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Why could a "resource hog" make virtualization difficult?

Q:

Why could a "resource hog" make virtualization difficult?

A:

Virtualized systems can provide big benefits for companies. However, this isn't true in all cases. Businesses have to look at the key benefits and disadvantages of virtualization on a case-by-case basis.

With the right kinds of changes and accommodations, a virtualized system can be much more efficient than a traditional hardware-dependent system. One of the exceptions, though, is certain types of legacy systems where an individual service is extremely hungry for resources. Some IT professionals refer to these individual programs as “resource hogs.”

The idea of a resource hog sort of goes along with the idea of hardware-dependent systems. One way to think of this is that the original application is built in its own sandbox, where it dominates the use of resources like CPU and RAM. If it's made to be the dominant application in that system, it's not going to respond well to sharing resources within that system.

Experts also point out that moving one of these resources onto a virtualized system without making other changes can cause serious problems. The reason is because virtualization inherently creates more of a drain on the physical servers. There is a cost to virtualizing the applications and making them non-hardware-dependent. With that in mind, simply moving a resource-hungry application into a virtualization system can cause demand to exceed existing resources. There is also the issue of cost and feasibility – some smaller legacy systems simply aren't worth virtualizing, not when it comes down to a concrete return on investment.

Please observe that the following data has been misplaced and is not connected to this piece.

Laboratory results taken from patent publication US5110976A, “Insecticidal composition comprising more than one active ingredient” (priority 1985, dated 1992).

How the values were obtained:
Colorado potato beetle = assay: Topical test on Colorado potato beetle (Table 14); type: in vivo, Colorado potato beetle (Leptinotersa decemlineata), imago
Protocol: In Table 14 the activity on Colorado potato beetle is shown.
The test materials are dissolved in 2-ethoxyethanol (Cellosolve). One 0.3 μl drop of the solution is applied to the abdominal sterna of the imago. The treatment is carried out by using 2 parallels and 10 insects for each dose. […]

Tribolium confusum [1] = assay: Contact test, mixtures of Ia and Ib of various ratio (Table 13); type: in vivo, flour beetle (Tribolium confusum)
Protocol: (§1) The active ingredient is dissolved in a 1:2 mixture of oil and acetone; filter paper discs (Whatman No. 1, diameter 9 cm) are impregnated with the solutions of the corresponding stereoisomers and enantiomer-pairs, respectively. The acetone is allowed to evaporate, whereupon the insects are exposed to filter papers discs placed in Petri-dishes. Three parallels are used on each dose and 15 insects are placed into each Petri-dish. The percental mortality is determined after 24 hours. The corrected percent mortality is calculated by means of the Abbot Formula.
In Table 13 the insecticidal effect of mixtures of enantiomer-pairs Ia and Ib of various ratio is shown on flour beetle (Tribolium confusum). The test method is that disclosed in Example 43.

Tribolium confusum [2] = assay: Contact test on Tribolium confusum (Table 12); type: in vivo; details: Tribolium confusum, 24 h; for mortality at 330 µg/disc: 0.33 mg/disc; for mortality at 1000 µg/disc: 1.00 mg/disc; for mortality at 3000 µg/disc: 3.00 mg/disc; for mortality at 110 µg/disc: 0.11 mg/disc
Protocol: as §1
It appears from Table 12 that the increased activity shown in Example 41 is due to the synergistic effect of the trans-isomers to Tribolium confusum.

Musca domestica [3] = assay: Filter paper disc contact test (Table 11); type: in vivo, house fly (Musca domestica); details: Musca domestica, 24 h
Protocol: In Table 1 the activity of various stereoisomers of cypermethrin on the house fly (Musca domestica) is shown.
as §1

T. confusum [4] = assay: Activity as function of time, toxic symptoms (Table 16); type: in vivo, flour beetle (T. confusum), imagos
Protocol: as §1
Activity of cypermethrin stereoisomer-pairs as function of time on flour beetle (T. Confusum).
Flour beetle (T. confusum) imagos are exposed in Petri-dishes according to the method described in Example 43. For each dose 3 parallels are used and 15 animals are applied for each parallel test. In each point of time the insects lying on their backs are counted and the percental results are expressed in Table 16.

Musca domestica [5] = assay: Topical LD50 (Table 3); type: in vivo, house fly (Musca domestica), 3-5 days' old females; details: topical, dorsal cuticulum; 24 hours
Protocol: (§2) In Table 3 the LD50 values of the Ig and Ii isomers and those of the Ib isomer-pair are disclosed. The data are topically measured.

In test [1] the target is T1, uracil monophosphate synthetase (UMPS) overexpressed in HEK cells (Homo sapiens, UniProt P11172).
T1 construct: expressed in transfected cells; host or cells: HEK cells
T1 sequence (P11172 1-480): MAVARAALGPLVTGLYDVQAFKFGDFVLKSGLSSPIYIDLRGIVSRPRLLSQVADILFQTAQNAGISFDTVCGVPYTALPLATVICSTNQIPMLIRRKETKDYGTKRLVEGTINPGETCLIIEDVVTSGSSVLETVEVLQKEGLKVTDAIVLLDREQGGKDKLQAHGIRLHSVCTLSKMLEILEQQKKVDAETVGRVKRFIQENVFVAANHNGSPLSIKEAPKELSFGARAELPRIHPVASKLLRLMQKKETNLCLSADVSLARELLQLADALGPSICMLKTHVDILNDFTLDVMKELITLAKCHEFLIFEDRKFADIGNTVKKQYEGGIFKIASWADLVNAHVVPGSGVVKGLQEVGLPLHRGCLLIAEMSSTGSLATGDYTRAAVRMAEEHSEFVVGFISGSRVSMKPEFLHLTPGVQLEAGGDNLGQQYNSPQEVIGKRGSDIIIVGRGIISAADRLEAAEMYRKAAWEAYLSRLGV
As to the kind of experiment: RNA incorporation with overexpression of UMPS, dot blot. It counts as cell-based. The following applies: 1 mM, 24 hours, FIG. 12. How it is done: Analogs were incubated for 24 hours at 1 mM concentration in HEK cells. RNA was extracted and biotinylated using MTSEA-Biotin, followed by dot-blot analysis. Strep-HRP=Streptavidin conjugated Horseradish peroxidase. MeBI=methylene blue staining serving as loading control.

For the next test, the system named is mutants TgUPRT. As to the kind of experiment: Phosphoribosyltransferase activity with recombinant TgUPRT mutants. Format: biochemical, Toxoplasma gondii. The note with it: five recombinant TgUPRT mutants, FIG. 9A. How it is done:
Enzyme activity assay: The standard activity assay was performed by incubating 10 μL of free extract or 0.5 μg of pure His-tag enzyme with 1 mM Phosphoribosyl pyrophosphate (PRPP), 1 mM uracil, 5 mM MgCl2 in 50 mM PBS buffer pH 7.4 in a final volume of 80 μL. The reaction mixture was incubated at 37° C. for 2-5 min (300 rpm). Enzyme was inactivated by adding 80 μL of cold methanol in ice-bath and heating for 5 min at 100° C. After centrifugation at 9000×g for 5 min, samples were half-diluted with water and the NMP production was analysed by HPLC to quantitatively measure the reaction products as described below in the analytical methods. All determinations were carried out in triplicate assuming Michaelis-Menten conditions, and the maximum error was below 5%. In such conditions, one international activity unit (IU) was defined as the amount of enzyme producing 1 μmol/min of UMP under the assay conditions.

One way to deal with resource hogs is to understand their particular demand within an architecture and accommodate them in a migration. Typically, it should only take a limited marginal increase in resources to make an existing resource hog run well in a virtualized system. There are also all sorts of ways that engineers and developers can modify or improve one of these applications to make it “play well with others.” One of the best tools is automation systems that monitor and analyze resource demand in real time and automatically provide resources where they are needed.

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Written by Justin Stoltzfus
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Justin Stoltzfus is a freelance writer for various Web and print publications. His work has appeared in online magazines including Preservation Online, a project of the National Historic Trust, and many other venues.
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